The Anti-Abortion Movement is Showing Its True Colors

Destiny Lopez, Guttmacher Institute and Kelly Baden, Guttmacher Institute
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Originally published in The Hill. 

The facade of the anti-abortion movement is cracking, despite the movement’s strenuous attempts to appear reasonable. Evidence has been coming fast and furious this year, thanks to courts stacked with anti-abortion judges whose radical decisions are upending years of legal precedent, often failing to represent popular opinion.

In February, the Alabama Supreme Court ruled that embryos have the same legal rights as children. In March, the U.S. Supreme Court heard a baseless case that could dramatically curtail access to medication abortion, which data from our organization, the Guttmacher Institute, shows accounted for 63 percent of all abortions in 2023. Earlier this month, a Florida court let stand a six-week abortion ban that will devastate access in that state and beyond, and then the Arizona Supreme Court followed suit by allowing a law from 1864 that totally bans abortion to go into effect.

Now another case is poised to expose the reality of the anti-abortion movement’s views. On April 24, the Supreme Court will hear Idaho v. United States to decide whether the federal Emergency Medical Treatment and Labor Act (EMTALA) applies to pregnant patients in emergency health care situations who need an abortion — even when a state’s abortion ban does not include exceptions for a woman’s health. 

The facts in this case are simple, but the implications are outrageous. Idaho is arguing that their state’s abortion ban (which contains exceptions only for situations where a pregnant woman’s life is at risk) should take precedence over EMTALA’s decades-long protections, which mandate that a pregnant woman in a health emergency must be able to receive an abortion when such care is necessary to stabilize and protect her health. 

Idaho is putting doctors in the impossible position of choosing between violating federal law by not providing emergency abortion care and violating state law if they do. This is the true, unvarnished face of the American anti-abortion movement. There is nothing “pro-life” about it.

When we take the long view, analyzing decades of their legal, policy, electoral and communications strategies, we can see how far-reaching the true anti-abortion agenda is, and we can recognize that they won’t stop with overturning Roe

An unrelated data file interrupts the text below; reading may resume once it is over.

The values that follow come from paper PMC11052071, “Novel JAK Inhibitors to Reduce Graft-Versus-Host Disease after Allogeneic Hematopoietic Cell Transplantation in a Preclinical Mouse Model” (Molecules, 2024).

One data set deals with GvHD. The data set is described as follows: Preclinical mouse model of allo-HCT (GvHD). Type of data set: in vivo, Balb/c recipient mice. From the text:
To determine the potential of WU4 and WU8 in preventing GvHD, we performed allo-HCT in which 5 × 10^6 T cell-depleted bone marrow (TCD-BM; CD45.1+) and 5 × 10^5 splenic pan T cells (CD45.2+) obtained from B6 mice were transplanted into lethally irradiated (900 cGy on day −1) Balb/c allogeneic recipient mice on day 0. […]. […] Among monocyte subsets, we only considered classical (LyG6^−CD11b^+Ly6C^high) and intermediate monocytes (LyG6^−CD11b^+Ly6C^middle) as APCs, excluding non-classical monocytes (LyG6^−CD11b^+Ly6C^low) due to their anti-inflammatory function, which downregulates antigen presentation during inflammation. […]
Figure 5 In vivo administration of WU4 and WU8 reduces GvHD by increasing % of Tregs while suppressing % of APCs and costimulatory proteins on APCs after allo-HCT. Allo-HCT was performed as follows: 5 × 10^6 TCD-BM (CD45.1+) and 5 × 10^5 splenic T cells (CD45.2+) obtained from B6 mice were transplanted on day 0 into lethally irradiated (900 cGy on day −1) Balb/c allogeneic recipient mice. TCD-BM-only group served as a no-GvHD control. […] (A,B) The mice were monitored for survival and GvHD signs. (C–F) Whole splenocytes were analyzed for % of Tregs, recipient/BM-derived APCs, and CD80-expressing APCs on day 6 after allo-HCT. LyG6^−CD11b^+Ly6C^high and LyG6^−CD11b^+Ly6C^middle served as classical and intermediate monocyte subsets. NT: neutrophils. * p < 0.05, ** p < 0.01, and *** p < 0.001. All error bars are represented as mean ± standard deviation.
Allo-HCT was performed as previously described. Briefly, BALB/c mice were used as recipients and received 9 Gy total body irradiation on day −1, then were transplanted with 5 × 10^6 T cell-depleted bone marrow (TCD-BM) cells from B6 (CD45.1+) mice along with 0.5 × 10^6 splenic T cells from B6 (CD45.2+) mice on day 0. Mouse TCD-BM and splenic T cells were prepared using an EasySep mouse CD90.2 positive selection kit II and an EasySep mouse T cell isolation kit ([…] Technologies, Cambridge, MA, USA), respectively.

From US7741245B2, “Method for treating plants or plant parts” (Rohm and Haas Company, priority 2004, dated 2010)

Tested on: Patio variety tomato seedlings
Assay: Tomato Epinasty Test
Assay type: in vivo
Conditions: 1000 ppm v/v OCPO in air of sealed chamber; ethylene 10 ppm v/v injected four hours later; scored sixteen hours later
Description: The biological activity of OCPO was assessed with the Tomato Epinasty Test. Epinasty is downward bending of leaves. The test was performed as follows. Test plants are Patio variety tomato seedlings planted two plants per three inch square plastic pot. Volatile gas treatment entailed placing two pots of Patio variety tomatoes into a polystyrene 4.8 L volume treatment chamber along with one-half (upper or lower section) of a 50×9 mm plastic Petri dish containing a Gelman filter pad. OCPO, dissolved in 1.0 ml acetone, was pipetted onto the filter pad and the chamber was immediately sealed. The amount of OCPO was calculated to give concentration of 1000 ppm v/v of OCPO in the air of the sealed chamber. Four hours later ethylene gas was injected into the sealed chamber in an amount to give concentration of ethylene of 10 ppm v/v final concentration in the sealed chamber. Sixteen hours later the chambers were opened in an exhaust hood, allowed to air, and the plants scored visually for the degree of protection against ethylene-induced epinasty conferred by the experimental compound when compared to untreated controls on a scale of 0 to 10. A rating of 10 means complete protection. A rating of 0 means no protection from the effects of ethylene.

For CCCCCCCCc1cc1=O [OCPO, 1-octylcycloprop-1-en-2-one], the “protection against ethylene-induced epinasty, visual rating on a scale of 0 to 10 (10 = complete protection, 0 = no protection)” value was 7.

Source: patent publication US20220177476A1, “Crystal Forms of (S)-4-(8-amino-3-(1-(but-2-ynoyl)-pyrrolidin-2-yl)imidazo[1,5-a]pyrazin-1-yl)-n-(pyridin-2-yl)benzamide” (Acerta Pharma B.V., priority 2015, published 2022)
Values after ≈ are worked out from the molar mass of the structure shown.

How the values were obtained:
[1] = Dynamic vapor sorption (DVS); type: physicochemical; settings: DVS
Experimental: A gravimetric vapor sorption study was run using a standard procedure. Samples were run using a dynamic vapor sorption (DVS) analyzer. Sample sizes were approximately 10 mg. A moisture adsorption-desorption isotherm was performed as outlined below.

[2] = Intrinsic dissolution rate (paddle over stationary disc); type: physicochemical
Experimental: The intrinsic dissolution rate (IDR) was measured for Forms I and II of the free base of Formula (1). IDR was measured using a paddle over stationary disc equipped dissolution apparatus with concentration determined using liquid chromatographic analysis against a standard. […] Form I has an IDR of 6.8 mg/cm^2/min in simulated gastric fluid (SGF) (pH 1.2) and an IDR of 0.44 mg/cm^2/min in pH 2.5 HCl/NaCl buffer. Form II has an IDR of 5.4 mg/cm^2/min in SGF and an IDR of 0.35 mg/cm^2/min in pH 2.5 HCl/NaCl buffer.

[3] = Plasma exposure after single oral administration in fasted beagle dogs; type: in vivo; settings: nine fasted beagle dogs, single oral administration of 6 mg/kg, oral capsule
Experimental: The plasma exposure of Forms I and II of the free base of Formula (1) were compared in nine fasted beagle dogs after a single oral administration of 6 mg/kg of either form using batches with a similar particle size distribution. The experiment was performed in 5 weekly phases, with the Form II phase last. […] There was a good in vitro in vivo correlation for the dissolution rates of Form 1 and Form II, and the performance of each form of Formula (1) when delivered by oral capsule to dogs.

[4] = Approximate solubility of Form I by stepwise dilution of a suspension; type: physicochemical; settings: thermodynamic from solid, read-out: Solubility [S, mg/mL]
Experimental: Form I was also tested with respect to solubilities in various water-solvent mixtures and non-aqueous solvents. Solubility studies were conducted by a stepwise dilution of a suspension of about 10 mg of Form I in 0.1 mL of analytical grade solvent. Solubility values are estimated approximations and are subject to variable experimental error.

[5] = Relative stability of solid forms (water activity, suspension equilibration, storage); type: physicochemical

For decades following the 1973 Roe v. Wade decision, anti-abortion advocates were successful in incrementally advancing their agenda, enacting new laws that made abortion harder to get and highly stigmatized. Public support for abortion’s legality has remained consistent. But the sheer number and scope of state-level abortion restrictions — such as forced waiting periods, bans on insurance coverage and unnecessary clinic requirements — combined with a well-funded strategy to build conservative power at the state and local levels, ensured that abortion became technically legal but inaccessible for many, even with Roe in place. Building conservative legislative power ultimately extended to the courts; Donald Trump alone appointed more than 200 federal judges in just one term, including three Supreme Court justices.

The June 2022 Dobbs decision was an inflection point, unleashing chaos, confusion and fear across the nation. Abortion is now banned in 14 states and severely restricted in many others, with Florida’s six-week ban and Arizona’s total ban the latest to make headlines. 

Many women seeking abortions must overcome huge financial and logistical barriers to get one, with the number of Americans traveling out of state for abortions doubling from 81,000 in 2020 to more than 160,000 in 2023. Others self-manage their abortion or are unable to get care at all, forced to stay pregnant against their will. The impacts have fallen most harshly on those with the fewest resources and from marginalized communities.

Since Roe was overturned, American voters have delivered a resounding and as-yet-unbroken string of victories for abortion rights, shattering entrenched partisan divides as voters rejected restrictive state constitutional amendments in Kansas and Kentucky, and enshrining abortion rights in Ohio’s constitution. More constitutional amendments to protect abortion rights will be on the ballot this November.

But abortion opponents aren’t listening — and they’re not stopping. When Alabama’s Supreme Court ruled that frozen embryos have the same legal rights as children, it not only affected those seeking in vitro fertilization (IVF) treatment but also set a dangerous precedent for the concept of fetal personhood — an idea long pushed by anti-abortion groups to broadly attack reproductive rights and access. 

Attacks on IVF and on pregnant women’s health and safety under the banner of “pro-life” is a continuation of this generational strategy. So too are current attempts by anti-abortion politicians to distance themselves from deeply unpopular state abortion bans and a 15-week national abortion ban, which has been touted as a so-called compromise. In reality, it would simply be a steppingstone to the real goal — a total abortion ban, in every state, for anyone and for almost any reason. 

The anti-abortion movement, despite its attempts at moderate posturing, can no longer hide its true extremism and utter disregard for women’s health, autonomy and rights. But there’s a different way, one that respects personal liberty and reproductive dignity and allows everyone to make the healthcare decisions best for themselves and their families.

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